How will House Republicans wield their power?
Now that Republicans have taken control of the House of Representatives and have narrowed the Democrats' advantage in the Senate, one of the biggest questions is: what does this mean for President Barack Obama's agenda?
Just two years ago, in the giddy aftermath of Mr Obama's historic victory, Washington DC pundits were writing obituaries for the modern Republican party.
Now Republicans are back at the table, and what's more, they're holding most of the cards. There are several possibilities for how they'll play them.
The first - and most widely expected - scenario is for Washington DC to return to a state of absolute, fiercely partisan gridlock, a replay of the conflict ushered in by the Republican takeover of Congress in 1994, when Newt Gingrich became speaker of the House and ultimately shut down the government.
With control of the House, Republicans can block any legislation the White House pushes. Although they will not have the numbers to pass any of their own bills through the Senate alone, they can easily cause a stalemate.
Republicans who want to see Mr Obama hamstrung and struggling heading into 2012's presidential election see this as the best option.
"The single most important thing we want to achieve is for President Obama to be a one-term president," Senate Minority Leader Mitch McConnell said in an October interview, widely interpreted as a signal that he wanted the president's legislative agenda to stall.
Over in the House, John Boehner, the man who is likely to hold the Speaker's gavel come January, said recently in a discussion about his hopes to repeal Mr Obama's healthcare reform bill that "this is not a time for compromise".
Many commentators have taken statements like these to indicate that the Republican resurgence in DC will take existing partisan rancour to a new level.
But the signals from leaders are not so clear as they may seem.
Republican leaders know that if Washington remains a fiercely divided town in 2012, Republicans will shoulder their share of the blame in the eyes of the electorate.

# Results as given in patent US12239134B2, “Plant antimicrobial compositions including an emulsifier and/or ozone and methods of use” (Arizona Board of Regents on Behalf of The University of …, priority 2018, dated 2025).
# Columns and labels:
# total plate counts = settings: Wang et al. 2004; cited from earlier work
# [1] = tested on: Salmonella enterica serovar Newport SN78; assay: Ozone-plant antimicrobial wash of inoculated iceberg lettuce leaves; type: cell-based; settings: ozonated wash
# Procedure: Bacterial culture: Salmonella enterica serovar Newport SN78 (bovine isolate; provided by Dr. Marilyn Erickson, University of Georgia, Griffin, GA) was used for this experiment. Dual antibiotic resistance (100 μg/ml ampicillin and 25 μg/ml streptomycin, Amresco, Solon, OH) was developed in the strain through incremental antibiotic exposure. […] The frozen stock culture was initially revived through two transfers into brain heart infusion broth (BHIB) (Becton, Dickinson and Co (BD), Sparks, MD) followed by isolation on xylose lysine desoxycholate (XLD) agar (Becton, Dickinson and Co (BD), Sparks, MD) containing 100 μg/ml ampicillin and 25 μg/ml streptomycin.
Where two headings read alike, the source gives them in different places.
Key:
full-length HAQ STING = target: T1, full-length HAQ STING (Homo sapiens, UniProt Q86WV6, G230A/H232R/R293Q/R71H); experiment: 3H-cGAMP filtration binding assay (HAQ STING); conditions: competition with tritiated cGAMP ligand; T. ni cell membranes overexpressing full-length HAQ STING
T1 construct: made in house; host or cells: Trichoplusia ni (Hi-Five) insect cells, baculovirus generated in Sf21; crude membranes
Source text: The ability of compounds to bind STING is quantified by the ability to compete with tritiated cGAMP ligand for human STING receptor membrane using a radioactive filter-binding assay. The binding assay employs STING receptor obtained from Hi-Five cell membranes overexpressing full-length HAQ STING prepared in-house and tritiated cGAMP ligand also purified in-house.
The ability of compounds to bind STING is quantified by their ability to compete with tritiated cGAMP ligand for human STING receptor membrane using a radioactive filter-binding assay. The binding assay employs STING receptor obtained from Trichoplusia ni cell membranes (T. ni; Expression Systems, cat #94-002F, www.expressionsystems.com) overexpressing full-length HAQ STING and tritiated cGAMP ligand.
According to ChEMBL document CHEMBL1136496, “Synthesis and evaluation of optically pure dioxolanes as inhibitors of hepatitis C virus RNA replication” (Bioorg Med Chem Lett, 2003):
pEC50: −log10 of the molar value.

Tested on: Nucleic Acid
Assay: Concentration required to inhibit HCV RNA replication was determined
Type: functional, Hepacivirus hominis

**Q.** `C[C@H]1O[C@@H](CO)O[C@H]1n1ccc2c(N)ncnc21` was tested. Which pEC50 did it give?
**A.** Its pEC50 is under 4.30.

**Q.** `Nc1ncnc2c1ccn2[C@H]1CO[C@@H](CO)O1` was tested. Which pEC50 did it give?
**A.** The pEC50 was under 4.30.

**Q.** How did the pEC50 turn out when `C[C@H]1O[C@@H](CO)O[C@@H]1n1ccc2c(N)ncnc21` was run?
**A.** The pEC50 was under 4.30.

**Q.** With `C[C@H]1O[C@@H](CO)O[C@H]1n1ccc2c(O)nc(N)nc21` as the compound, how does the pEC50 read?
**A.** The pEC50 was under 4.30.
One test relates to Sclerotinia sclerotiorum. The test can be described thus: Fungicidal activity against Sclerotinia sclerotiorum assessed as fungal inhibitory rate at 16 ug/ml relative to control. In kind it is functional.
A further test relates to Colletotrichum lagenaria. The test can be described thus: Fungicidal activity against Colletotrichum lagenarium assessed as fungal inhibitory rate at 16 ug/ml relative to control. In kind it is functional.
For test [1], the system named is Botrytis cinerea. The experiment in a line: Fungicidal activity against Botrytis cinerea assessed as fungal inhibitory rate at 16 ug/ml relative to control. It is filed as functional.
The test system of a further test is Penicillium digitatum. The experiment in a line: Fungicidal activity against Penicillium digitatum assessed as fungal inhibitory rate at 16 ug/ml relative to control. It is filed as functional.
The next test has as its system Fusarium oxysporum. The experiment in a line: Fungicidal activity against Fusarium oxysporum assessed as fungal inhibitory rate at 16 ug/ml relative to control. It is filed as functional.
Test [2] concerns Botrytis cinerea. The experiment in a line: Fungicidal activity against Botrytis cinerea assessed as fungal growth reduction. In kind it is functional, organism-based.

Voters have given them a chance to clear the air in DC, and if they fail to do so, they stand a chance of being punished in the same way Democrats were on Tuesday. The Republican Party's success in this election, disguises the fact that its poll ratings are at rock bottom.
The influx of new members could also alter the dynamic in DC. New representatives may want to get the legislative wheels rolling so they can tout achievements in their home districts.
And although there are several extremely conservative, possible spoilers coming to DC - such as Pat Toomey from Pennsylvania and Rand Paul from Kentucky - some in this new crop of lawmakers are actually experienced politicians and skilled negotiators.
Rob Portman, the freshman senator from Ohio, formerly worked as President Bush's chief trade negotiator. He is likely to work hard to form consensus on issues important to his rust-belt constituents, like trade and energy policy.
Florida's new senator Marco Rubio is a bona fide conservative, but has earned a reputation in the Florida House of Representatives for working across party lines to get results. He could potentially become a pivotal voice, for example, in the debate over immigration, which is a huge issue in Florida and one that the Democrats want to deal with in order to appease Hispanic voters before 2012.
New faces like Mr Portman and Mr Rubio, along with freshman senators like former Republican whip Roy Blunt and former congressman John Boozman, may contribute to a second scenario where - with their eyes firmly on 2012 - both parties usher in new era of co-operation out of a desire to look productive to voters.
Even Mitch McConnell has indicated that co-operation may be possible under certain conditions.
In the same interview that he said he wants to make Mr Obama a one-term president, he stated that if Mr Obama "is willing to meet us halfway on some of the biggest issues, it's not inappropriate for us to do business with him".
But there is an elephant in the room with each of these scenarios: the Tea Party.
The Tea Party gives rise to the third scenario: complete unpredictability.
For starters, many Tea Party candidates - including Mr Paul - are not seasoned politicians. They don't have long records which can be extrapolated to anticipate their voting behaviour.
Nor do they necessarily know how to work the corridors of power in DC to their advantage.
Often freshman representatives can be relied on to fall in line with party leaders. But this crop didn't get nominated by being dyed-in-the wool Republicans. They got their positions by professing disdain for both parties, and with "politics as usual".
For them, becoming reliable Republican foot soldiers could be as damaging as occasionally voting with Democrats. So they could end up forming an unpredictable swing group, lobbied by both parties.
Alternatively, they may bring Republicans and Democrats closer together, forcing them to negotiate because if neither mainstream party can count on the Tea Party caucus votes, they're going to need each other if they are to get anything done at all.
Whichever scenario plays out - gridlock, co-operation or unpredictability - one thing is for sure: the American electorate is fed up with Washington and they are unafraid to dole out punishment regardless of party.